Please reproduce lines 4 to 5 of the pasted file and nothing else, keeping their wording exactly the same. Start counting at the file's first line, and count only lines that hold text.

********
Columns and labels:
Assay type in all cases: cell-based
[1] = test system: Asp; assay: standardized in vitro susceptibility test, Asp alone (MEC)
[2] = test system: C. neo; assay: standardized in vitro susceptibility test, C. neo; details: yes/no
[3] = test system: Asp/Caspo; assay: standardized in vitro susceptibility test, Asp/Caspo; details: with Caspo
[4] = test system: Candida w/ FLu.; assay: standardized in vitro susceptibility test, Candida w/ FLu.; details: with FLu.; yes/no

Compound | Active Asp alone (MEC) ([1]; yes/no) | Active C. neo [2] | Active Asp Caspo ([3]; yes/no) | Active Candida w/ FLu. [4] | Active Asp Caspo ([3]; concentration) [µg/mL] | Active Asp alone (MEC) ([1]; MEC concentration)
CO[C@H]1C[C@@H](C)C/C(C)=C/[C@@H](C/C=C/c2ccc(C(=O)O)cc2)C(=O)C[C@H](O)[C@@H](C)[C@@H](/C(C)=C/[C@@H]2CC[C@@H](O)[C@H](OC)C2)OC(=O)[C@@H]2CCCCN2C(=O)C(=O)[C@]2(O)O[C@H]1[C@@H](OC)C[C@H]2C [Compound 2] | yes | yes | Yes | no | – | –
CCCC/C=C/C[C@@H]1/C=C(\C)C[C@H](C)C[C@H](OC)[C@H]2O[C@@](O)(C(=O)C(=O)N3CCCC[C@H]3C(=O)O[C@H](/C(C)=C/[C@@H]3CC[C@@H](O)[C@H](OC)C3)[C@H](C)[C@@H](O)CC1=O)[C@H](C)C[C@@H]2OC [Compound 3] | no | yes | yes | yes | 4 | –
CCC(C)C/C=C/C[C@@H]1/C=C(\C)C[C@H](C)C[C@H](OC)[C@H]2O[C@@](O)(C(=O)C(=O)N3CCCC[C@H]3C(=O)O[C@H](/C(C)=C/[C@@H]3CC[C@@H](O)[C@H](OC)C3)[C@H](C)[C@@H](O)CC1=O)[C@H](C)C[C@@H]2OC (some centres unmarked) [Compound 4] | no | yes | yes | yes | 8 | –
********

[2] = test system: C. neo; assay: standardized in vitro susceptibility test, C. neo; details: yes/no
[3] = test system: Asp/Caspo; assay: standardized in vitro susceptibility test, Asp/Caspo; details: with Caspo